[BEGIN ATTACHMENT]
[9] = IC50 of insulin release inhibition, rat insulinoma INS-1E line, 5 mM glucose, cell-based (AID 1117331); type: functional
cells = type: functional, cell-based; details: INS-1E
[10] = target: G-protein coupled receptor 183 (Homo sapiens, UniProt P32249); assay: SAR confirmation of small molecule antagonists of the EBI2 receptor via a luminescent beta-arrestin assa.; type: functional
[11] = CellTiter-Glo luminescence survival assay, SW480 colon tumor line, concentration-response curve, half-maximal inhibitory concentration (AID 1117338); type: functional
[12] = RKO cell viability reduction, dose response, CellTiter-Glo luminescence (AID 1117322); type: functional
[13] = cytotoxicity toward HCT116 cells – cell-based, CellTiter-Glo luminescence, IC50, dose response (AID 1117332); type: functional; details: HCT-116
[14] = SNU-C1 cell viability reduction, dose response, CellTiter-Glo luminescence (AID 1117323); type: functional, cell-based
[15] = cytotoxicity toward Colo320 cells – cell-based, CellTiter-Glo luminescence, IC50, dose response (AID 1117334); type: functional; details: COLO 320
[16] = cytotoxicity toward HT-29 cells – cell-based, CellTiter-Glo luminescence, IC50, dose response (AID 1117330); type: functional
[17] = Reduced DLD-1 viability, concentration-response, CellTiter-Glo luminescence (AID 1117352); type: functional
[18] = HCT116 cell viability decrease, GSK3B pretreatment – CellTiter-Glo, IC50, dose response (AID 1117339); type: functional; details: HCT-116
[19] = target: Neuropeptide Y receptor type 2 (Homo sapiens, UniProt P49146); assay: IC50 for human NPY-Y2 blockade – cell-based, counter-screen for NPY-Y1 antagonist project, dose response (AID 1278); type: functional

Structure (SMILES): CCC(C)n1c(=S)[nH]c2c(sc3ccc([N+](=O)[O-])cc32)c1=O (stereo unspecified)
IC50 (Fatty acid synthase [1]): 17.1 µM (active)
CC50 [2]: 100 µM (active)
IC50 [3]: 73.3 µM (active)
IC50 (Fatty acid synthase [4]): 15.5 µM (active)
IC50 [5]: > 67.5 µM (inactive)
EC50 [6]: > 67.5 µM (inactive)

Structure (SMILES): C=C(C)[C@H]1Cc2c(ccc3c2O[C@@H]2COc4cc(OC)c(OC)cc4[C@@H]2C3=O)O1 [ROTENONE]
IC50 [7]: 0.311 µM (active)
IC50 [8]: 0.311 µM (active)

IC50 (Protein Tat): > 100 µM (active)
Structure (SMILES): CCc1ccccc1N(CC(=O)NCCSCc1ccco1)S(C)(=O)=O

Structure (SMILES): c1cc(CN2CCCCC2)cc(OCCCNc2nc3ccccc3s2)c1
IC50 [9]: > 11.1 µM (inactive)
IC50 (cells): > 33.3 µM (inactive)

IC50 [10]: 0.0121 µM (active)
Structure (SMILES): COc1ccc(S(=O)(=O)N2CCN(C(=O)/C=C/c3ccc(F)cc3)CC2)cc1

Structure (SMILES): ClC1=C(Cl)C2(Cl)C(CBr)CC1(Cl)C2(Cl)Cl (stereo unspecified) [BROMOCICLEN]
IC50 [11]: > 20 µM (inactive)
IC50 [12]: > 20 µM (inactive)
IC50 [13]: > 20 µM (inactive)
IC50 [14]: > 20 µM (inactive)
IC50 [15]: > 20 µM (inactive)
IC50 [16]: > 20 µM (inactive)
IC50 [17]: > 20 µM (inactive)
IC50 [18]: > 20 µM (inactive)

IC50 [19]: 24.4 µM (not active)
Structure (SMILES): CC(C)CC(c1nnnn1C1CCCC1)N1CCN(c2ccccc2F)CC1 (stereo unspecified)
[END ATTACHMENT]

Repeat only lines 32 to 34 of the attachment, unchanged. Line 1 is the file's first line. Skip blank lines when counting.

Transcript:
IC50 [12]: > 20 µM (inactive)
IC50 [13]: > 20 µM (inactive)
IC50 [14]: > 20 µM (inactive)